Wigstock by Pierre Dalpé

August 22, 2024 - November 6, 2024
Human Rights Institute Gallery
Image
Pierre Dalpé, Untitled (men in black), Wigstock, 1995

About the Exhibition

From 1984 to 2001, Wigstock was an annual outdoor drag festival that took place at the end of June throughout New York City to mark the end of the summer for LGBTQIA+ people. The community gathered in numbers and created a safe environment for themselves and allies alike.

During this time, queer people were experiencing overwhelming anxiety, hate, and backlash because of the AIDS pandemic. This collection is a time capsule of the times people went through, and it brings awareness to the issues that persist to this day. This includes the fight for trans rights, the battle for marriage equality, and efforts to combat discrimination based on sexual orientation and gender identity.

Pierre Dalpé captured the attendees during its peak in popularity from 1992-1995. Although there were many drag performances and musical concerts, Dalpé was more attracted to the surrounding crowd. From cross-dressing in drag to DIY outfits and carnivalesque costumes, the attendees all had the same goal: freedom of expression.

Dalpé is a gay Canadian photographer who explores the ever-connected and complicated relationships between the body, identity, disguise, and performance. He is fascinated by the concept of how masking can be a way to reveal oneself. Using both a documentary and staged photography style, he is able to capture and bring out the subject's inner truth. Most of his current work is focused on his travels to Japan and Brazil, where he explores this concept in other cultures.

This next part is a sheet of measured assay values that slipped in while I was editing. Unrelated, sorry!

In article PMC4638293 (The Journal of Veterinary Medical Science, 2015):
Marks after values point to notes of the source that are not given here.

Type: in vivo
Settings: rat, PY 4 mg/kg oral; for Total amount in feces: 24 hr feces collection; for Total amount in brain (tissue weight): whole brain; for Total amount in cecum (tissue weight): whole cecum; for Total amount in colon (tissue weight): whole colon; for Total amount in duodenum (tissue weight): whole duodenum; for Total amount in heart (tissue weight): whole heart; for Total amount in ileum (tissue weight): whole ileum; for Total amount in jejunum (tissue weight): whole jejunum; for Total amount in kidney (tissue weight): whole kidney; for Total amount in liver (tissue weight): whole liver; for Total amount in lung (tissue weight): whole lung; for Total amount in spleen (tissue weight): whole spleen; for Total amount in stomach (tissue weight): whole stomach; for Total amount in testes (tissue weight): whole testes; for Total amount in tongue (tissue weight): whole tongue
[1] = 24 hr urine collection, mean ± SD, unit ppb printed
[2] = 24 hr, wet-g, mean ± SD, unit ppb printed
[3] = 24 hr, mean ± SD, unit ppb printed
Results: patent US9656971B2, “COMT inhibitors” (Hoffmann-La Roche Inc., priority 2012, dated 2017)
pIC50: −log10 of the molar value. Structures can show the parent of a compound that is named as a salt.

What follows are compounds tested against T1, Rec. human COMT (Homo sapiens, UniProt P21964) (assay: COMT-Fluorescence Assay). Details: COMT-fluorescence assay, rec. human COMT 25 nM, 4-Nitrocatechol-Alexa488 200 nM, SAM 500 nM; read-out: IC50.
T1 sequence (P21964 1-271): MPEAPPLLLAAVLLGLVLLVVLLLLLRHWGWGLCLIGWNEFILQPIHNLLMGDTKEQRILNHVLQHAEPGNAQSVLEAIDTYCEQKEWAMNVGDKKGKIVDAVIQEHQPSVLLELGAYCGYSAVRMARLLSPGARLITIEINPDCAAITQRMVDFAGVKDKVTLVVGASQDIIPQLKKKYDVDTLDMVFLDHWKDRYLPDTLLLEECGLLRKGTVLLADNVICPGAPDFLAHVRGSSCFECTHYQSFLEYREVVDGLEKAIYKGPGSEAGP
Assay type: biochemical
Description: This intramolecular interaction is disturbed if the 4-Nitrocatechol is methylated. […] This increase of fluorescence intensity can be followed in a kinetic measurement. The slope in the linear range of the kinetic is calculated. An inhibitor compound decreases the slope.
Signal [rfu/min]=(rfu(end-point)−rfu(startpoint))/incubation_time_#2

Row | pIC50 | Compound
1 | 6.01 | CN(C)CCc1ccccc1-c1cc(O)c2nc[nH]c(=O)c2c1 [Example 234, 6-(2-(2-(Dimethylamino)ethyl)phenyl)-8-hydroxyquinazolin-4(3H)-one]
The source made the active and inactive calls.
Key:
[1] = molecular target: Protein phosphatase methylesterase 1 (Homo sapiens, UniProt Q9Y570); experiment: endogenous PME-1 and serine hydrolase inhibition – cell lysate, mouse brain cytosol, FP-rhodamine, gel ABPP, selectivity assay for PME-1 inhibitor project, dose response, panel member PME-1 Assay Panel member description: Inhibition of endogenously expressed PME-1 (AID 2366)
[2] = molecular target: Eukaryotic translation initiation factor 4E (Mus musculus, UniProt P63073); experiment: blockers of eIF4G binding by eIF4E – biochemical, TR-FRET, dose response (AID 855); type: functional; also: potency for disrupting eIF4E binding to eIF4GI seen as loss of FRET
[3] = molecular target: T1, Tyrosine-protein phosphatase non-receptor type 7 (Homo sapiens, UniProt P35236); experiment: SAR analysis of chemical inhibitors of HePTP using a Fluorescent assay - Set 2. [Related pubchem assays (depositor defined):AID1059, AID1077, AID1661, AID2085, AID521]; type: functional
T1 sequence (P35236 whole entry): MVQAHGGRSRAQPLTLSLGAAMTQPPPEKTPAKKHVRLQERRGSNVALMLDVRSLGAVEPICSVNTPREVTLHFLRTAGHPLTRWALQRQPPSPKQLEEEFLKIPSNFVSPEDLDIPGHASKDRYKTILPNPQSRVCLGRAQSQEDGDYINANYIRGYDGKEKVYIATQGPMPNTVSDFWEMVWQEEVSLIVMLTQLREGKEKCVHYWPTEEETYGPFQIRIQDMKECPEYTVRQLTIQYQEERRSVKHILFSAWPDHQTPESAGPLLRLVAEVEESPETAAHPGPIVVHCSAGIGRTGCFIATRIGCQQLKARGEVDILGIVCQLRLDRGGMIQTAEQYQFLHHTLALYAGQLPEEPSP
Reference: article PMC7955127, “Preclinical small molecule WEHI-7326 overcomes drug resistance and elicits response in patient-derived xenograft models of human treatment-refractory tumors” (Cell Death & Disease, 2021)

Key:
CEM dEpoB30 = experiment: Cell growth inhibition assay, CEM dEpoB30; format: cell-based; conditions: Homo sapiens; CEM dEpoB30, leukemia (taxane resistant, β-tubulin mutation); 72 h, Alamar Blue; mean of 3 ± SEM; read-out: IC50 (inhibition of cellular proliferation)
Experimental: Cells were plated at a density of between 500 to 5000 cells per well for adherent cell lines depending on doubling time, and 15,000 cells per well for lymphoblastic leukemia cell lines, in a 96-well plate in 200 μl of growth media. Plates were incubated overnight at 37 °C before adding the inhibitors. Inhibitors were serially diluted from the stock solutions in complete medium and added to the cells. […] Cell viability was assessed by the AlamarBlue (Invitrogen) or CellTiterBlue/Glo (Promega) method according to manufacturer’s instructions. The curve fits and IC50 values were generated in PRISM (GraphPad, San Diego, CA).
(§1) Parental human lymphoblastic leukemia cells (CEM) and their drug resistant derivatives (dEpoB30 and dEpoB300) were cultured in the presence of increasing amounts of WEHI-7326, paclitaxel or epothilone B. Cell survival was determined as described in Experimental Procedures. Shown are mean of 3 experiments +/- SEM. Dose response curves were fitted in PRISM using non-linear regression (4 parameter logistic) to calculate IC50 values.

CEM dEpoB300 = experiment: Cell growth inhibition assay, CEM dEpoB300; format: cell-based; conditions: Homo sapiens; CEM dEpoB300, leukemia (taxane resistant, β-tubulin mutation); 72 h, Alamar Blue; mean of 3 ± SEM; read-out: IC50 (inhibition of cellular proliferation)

Selected Works

About the Artist

Pierre Dalpé was born in Kindersley, Saskatchewan, and moved to Montreal at the age of 7, where he has since lived and worked. In 1993, he received a B.F.A. in film studies and photography from Concordia University in Montreal. His work has been published and exhibited in Canada, the United States, Europe, Russia, Mexico, Australia, Japan, Brazil, and the Middle East. He has received grants from the Conseil des Arts et des lettres du Québec (CALQ) and the Canada Council for the Arts. In 2012, Les Éditions Cayenne published a monograph of his work spanning 20 years of his photographic practice, featuring two bodies of work: Clothes Minded and Personae. This monograph was funded with a grant from the CALQ. He has participated in Artist in Residence programs at The Banff Centre; the Klondike Institute of Art and Culture in Dawson City, Yukon; the CALQ’s Quebec Studio in Mexico City; the Beirut Art Residency in Beirut, Lebanon; and in early 2023, he participated in a research residency at Uberbau_house in São Paulo, Brazil. Much of his work in the past decade has centered around his travels to Japan and Brazil, where he has continued his exploration of masking and masquerade.


Artist Statement

“Man is least himself when he speaks in his own person. Give him a mask and he will tell you the truth.” Oscar Wilde

I am a gay artist based in Montreal, Canada. My photography and video work explores the interconnected relationships between the body, identity, disguise, and performance. Notions surrounding masking and masquerade are at the core of my creative investigations; I am particularly fascinated with how masking can simultaneously be used to conceal as well as reveal.

Oscillating between documentary-style reportage and staged mise-en-scène, my photography questions preconceived notions regarding photographic portraiture and narrative representations. In my documentary work I photograph individuals in public, private and intimate spaces—in environments where individuals perform, role play or act out desires involving masking, masquerade, and disguise. For my staged work I collaborate with individuals to deconstruct and bring to light the many identities that might be hidden beneath a multitude of masks and façades—to excavate and reveal the personae that lay beneath their surface(s).